Valletta make Euro debut in 1964 Published on: 12-11-2015

In the early 1960s, the Champions Cup with its big names like Milan, Real Madrid and Benfica, captured the imagination of the Maltese like never before.
With the advent of television, Maltese enthusiasts could watch games from this fabulous competition live for the first time.
Dreams were conjured up of Maltese teams taking part and it was not long before the first step was taken.
In 1959, Valletta FC applied to take part in the Champions Cup but their application was rejected because Malta was not yet a fully-fledged member of FIFA.
However, when the country finally joined the world governing body, Maltese clubs became eligible to take part in competitions organised by UEFA.
The honour to represent the country in Europe for the first time fell to Hibernians and Floriana.
On September 7, 1961 Hibernians made history when they played the first leg of their European Cup match against Swiss champions Servette.
Valletta, who laid the ground for Malta’s involvement in Europe, had to wait until September 1964 before they could achieve their dream of playing in the competition.
Malta became an independent nation on September 21, 1964.
So, to mark this occasion, the MFA organised a new competition. The Independence Cup was held for the first time on September 27, 1964 between Malta’s representatives in Europe, Sliema Wanderers and Valletta.
The original plan was to hold the competition early in the season in order to give clubs participating in Europe a chance to gain some match practice.
The first edition, however, failed to achieve this objective. It was a tame affair in which both the Wanderers and Valletta showed that they were still far away from peak condition.
Sliema became the first team to write their names on the new trophy. Joe Cini scored twice for Sliema and Frankie Zammit replied for Valletta.
However, despite the opportunity offered by the new competition, things did not go well for Sliema and Valletta in their European adventure.
At least, Valletta could satisfy their ambition of playing in Europe Spanish cup winners Real Zaragoza virtually assured themselves of a place in the Cup Winners’ Cup proper when they beat Valletta at the stadium by three goals in the first leg of the preliminary round tie.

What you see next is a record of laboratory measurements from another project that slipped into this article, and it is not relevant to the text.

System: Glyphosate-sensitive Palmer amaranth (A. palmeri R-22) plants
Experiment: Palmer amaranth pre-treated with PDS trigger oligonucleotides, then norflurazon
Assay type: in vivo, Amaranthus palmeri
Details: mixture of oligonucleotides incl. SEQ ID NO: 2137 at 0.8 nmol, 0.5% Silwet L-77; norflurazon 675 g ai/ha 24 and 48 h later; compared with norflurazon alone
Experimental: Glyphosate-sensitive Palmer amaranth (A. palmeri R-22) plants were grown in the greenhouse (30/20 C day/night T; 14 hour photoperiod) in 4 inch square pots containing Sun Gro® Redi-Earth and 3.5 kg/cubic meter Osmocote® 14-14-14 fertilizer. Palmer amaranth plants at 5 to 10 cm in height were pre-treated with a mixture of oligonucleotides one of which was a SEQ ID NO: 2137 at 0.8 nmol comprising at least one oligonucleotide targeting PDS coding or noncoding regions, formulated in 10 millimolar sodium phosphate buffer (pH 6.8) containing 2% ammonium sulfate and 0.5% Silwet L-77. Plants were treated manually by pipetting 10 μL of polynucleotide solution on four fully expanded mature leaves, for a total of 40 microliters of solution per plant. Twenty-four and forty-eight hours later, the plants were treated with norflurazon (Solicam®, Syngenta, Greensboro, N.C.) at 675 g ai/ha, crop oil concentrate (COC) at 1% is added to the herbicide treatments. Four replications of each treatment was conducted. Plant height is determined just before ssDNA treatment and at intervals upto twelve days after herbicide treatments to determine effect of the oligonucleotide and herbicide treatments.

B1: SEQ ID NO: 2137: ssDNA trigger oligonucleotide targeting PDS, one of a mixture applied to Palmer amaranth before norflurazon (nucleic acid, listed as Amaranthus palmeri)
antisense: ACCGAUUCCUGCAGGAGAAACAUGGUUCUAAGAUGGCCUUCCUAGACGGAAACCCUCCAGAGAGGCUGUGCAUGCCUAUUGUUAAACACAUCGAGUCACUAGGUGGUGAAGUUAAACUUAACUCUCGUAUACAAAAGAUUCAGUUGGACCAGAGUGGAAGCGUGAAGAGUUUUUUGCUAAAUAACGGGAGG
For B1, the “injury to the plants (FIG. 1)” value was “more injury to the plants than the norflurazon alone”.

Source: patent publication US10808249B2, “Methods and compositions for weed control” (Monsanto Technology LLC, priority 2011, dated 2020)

Arriving in Malta only a few hours before kick-off, the Spaniards had little chance to get used to the hard pitch of the stadium.
Yet, despite this disadvantage, they quickly adapted themselves to the abnormal conditions.
Zaragoza were a classic team. It was difficult to pick their best player but if I were to choose then I would opt for Marcellino.
He scored two great goals, the second with a full-bloodied shot which nearly ripped the rigging.
Zaragoza opened the scoring after 18 minutes when Marcellino headed over keeper Tommy Taylor who was caught out of position.
Great goal
It took Marcellino only three minutes of the second half to score a second goal.
And what a goal it was! Standing just inside the penalty area, Marcellino fastened on to a through-pass from Canario and in one movement, let loose a terrific shot that flew past Taylor.
Zaragoza scored their third late on when Canario shot into the net through a ruck of players.
The return match in Zaragoza was a mere formality for the home side. The Spaniards scored five times but at least Valletta had the satisfaction of getting their first goal in European competitions.
The Citizens went to Spain without Joe Cilia who emigrated to Australia after the home game and goalkeeper Taylor.
The international goalkeeper had to leave suddenly for Ireland because his father was critically ill. His place was taken by reserve goalkeeper Stivala.
Zaragoza played attractive football which delighted the home crowd and by the 25th minute they had already scored three times through Sigi (2) and Marcellino.
Valletta bravely plodded on and they were rewarded with a goal from Pawlu Gauci.
Zaragoza were not ruffled by the visitors’ goal. They continued to dominate and in the second period they added two more goals through Santos and Sigi.

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